Kaum lege ich eine Nachrichtenpause ein


veraendert sich die politische Landschaft in unserer Region.

Diesmal hat sich die Hisbollah ein Beispiel an Hamas‘ Machtuebernahme vor einem Jahr genommen und Beirut mit Waffengewalt eingenommen.

We have heard for many years from an array of journalists, scholars, and pundits that Hamas and Hezbollah are complicated social movements that employ violence in the service of their political goals, and that they are therefore susceptible to diplomatic engagement. Such tropes about Hamas have become standard — that there should be a Fatah-Hamas unity government, that Israel should diplomatically engage Hamas, that Hamas’s victory in the Palestinian elections make the group a legitimate political player, etc. — and likewise, similar claims are made about Hezbollah’s role in Lebanon: that it is a legitimate representative of the Shia, that it can be negotiated with, that, like Hamas, the magic elixir of political integration will dissuade Hezbollah from its traditional behavior, which is to terrorize and dominate any system in which it participates.

The Hezbollah rampage in Lebanon that we are witnessing should make it obvious to any sentient observer that Hezbollah’s claims to democratic political legitimacy have always been intended only to manipulate the credulous. Participation in politics requires the willingness to persuade your foes, to compromise, to stand down when you don’t get your way. But there is no record of Hamas or Hezbollah ever observing such restrictions: the moment Hezbollah was confronted with political pressure, it responded not within the political sphere, but with warlordism — with an exhibition of violence intended to make clear not just that Hezbollah is the most powerful force in the country, but that challenging it will result in its enemies’ humiliation and dispossession. In the streets of Beirut, with Kalashnikovs and RPGs, Hezbollah is making it abundantly clear that its participation in Lebanese politics ends when Hezbollah is asked to submit to the state’s authority. How many more Middle East “experts” are going to proclaim that the answer to Islamic supremacism is dialogue and political integration?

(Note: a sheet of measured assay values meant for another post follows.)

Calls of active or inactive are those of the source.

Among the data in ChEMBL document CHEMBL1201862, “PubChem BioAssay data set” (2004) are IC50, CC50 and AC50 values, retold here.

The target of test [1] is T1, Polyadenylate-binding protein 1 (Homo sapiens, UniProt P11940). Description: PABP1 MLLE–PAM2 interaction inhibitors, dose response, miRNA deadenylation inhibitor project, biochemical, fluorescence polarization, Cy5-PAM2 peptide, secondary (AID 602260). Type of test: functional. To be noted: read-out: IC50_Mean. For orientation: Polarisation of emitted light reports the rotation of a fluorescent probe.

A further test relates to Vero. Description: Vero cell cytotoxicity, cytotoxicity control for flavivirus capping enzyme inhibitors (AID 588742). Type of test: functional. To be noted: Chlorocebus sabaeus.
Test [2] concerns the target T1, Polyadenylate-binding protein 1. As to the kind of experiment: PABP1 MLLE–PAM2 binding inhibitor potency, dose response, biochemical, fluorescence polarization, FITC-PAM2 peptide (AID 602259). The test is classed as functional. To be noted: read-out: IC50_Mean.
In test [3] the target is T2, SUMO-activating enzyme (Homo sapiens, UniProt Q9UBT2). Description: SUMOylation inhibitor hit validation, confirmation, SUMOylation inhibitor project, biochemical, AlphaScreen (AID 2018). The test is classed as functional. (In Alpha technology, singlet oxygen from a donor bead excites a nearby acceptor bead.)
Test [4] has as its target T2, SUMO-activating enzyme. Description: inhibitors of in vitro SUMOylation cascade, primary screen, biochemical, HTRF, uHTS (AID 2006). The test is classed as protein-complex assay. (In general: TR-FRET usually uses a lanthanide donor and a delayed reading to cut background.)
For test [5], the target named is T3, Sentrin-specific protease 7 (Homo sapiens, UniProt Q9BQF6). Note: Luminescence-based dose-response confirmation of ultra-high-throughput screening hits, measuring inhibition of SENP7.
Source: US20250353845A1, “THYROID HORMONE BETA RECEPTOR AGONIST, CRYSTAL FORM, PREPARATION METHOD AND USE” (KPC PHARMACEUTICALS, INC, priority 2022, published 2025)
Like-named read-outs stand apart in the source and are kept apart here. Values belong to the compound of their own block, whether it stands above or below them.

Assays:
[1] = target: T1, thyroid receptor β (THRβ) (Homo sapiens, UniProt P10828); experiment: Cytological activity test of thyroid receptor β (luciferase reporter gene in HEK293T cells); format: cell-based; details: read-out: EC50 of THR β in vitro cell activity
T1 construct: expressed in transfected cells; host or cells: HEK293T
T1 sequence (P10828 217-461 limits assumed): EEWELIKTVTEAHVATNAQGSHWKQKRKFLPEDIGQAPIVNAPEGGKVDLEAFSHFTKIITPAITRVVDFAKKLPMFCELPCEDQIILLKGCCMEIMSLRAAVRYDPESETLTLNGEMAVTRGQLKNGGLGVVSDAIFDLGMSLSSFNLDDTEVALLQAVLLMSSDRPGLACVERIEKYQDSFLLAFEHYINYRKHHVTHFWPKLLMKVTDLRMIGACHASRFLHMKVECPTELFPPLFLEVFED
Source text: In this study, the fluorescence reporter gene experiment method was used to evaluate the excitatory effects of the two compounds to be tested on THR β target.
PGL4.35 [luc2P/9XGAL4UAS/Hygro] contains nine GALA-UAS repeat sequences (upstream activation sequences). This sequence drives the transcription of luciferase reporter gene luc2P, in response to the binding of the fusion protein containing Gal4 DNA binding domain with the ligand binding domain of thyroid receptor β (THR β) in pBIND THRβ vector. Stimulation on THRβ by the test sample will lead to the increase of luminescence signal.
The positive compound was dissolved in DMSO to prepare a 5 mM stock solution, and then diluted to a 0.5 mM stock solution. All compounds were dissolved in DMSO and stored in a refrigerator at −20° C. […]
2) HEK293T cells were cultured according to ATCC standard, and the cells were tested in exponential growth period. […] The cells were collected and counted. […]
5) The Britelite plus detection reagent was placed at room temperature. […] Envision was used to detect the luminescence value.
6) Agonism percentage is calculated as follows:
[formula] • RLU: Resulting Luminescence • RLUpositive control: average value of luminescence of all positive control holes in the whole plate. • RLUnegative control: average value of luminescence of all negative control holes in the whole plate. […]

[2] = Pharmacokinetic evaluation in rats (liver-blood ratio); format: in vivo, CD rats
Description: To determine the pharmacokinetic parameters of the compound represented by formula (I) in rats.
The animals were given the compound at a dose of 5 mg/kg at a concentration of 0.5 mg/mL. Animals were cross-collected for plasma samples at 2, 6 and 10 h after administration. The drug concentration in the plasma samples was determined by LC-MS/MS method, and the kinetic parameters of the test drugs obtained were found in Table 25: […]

zitiert aus Noah Pollak in Commentary: The Lesson of Lebanon (erster Link)

Auch Khaled Abu Toameh sieht das in der Jerusalem Post aehnlich:

Many Arab analysts see the events in the Gaza Strip and Lebanon as part of a conflict between two camps in the Arab world – one supported by Teheran and Damascus, and the other openly affiliated with the US.

The Iranians and Syrians are using their proxies in Hizbullah and Hamas to undermine the „moderate“ Arabs and to thwart what they see as Washington’s attempts to consolidate its „hegemony“ in the Middle East.

„The conflict in Lebanon is not between Sunnis and Shi’ites as the moderate Arabs claim,“ notes Abdel Bari Atwan, editor-in-chief of the London-based Al-Quds Al-Arabi daily. „Rather, it’s a conflict between a program of resistance [against Israel] and a program of surrender. This is a conflict between those who have sided with the US in its wars against the Arabs and those who are on the other side. This is a conflict between those who defeated and humiliated Israel and those who were defeated by Israel.“

Hamas has succeeded in creating an Islamic state in the Gaza Strip that is largely dependent on Iran and Syria for survival. And Hizbullah is now on its way to turning Lebanon into an extremist country that is controlled via remote control by Bashar Assad and Mahmoud Ahmadinejad.

In both cases, the Iranians are providing the money and arms, while the Syrians are serving as couriers and facilitators.

Solange der Iran nicht ernsthaft angegangen wird, ist jede Nahostdiplomatie ziemlich obsolet, als wuerde ich staendig den Boden im Badezimmer aufwischen, aber nie den Hahn zudrehen…

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